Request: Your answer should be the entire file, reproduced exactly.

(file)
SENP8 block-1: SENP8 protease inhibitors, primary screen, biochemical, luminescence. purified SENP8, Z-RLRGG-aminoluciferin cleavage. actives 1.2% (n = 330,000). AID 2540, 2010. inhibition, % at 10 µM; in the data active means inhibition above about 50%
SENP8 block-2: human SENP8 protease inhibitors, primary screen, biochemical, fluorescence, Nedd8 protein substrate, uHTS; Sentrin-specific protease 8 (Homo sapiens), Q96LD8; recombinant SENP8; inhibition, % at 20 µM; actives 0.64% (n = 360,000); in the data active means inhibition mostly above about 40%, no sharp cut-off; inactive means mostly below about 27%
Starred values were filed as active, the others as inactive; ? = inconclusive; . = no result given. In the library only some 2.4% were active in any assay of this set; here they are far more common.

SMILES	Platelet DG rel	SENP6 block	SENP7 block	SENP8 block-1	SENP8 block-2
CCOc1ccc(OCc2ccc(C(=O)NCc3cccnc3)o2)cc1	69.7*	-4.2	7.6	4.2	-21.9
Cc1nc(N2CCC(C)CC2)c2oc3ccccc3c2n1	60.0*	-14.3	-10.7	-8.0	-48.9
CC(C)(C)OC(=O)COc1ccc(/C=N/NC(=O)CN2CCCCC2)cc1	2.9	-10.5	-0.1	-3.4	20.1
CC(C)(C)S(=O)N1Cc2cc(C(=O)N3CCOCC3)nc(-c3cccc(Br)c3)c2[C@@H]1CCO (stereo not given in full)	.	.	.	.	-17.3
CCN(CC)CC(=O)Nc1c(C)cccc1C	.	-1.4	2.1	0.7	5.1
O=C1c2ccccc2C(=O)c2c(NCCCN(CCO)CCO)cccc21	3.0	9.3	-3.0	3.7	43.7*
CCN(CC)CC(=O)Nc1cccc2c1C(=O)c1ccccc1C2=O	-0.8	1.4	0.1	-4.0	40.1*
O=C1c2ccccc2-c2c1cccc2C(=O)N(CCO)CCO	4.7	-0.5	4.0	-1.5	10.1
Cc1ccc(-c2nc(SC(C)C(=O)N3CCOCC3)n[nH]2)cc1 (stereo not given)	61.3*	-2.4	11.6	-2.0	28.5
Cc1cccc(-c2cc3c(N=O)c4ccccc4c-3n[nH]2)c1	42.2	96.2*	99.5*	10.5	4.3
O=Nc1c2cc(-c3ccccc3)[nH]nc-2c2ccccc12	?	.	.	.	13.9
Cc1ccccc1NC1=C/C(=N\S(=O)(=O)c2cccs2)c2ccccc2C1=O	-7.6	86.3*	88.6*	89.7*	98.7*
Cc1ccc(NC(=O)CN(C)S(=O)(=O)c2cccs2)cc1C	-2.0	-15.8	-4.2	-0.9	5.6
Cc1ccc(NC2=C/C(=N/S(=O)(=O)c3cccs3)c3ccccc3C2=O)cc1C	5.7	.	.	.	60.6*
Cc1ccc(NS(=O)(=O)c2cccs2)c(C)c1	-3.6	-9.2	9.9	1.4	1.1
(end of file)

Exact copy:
SENP8 block-1: SENP8 protease inhibitors, primary screen, biochemical, luminescence. purified SENP8, Z-RLRGG-aminoluciferin cleavage. actives 1.2% (n = 330,000). AID 2540, 2010. inhibition, % at 10 µM; in the data active means inhibition above about 50%
SENP8 block-2: human SENP8 protease inhibitors, primary screen, biochemical, fluorescence, Nedd8 protein substrate, uHTS; Sentrin-specific protease 8 (Homo sapiens), Q96LD8; recombinant SENP8; inhibition, % at 20 µM; actives 0.64% (n = 360,000); in the data active means inhibition mostly above about 40%, no sharp cut-off; inactive means mostly below about 27%
Starred values were filed as active, the others as inactive; ? = inconclusive; . = no result given. In the library only some 2.4% were active in any assay of this set; here they are far more common.

SMILES	Platelet DG rel	SENP6 block	SENP7 block	SENP8 block-1	SENP8 block-2
CCOc1ccc(OCc2ccc(C(=O)NCc3cccnc3)o2)cc1	69.7*	-4.2	7.6	4.2	-21.9
Cc1nc(N2CCC(C)CC2)c2oc3ccccc3c2n1	60.0*	-14.3	-10.7	-8.0	-48.9
CC(C)(C)OC(=O)COc1ccc(/C=N/NC(=O)CN2CCCCC2)cc1	2.9	-10.5	-0.1	-3.4	20.1
CC(C)(C)S(=O)N1Cc2cc(C(=O)N3CCOCC3)nc(-c3cccc(Br)c3)c2[C@@H]1CCO (stereo not given in full)	.	.	.	.	-17.3
CCN(CC)CC(=O)Nc1c(C)cccc1C	.	-1.4	2.1	0.7	5.1
O=C1c2ccccc2C(=O)c2c(NCCCN(CCO)CCO)cccc21	3.0	9.3	-3.0	3.7	43.7*
CCN(CC)CC(=O)Nc1cccc2c1C(=O)c1ccccc1C2=O	-0.8	1.4	0.1	-4.0	40.1*
O=C1c2ccccc2-c2c1cccc2C(=O)N(CCO)CCO	4.7	-0.5	4.0	-1.5	10.1
Cc1ccc(-c2nc(SC(C)C(=O)N3CCOCC3)n[nH]2)cc1 (stereo not given)	61.3*	-2.4	11.6	-2.0	28.5
Cc1cccc(-c2cc3c(N=O)c4ccccc4c-3n[nH]2)c1	42.2	96.2*	99.5*	10.5	4.3
O=Nc1c2cc(-c3ccccc3)[nH]nc-2c2ccccc12	?	.	.	.	13.9
Cc1ccccc1NC1=C/C(=N\S(=O)(=O)c2cccs2)c2ccccc2C1=O	-7.6	86.3*	88.6*	89.7*	98.7*
Cc1ccc(NC(=O)CN(C)S(=O)(=O)c2cccs2)cc1C	-2.0	-15.8	-4.2	-0.9	5.6
Cc1ccc(NC2=C/C(=N/S(=O)(=O)c3cccs3)c3ccccc3C2=O)cc1C	5.7	.	.	.	60.6*
Cc1ccc(NS(=O)(=O)c2cccs2)c(C)c1	-3.6	-9.2	9.9	1.4	1.1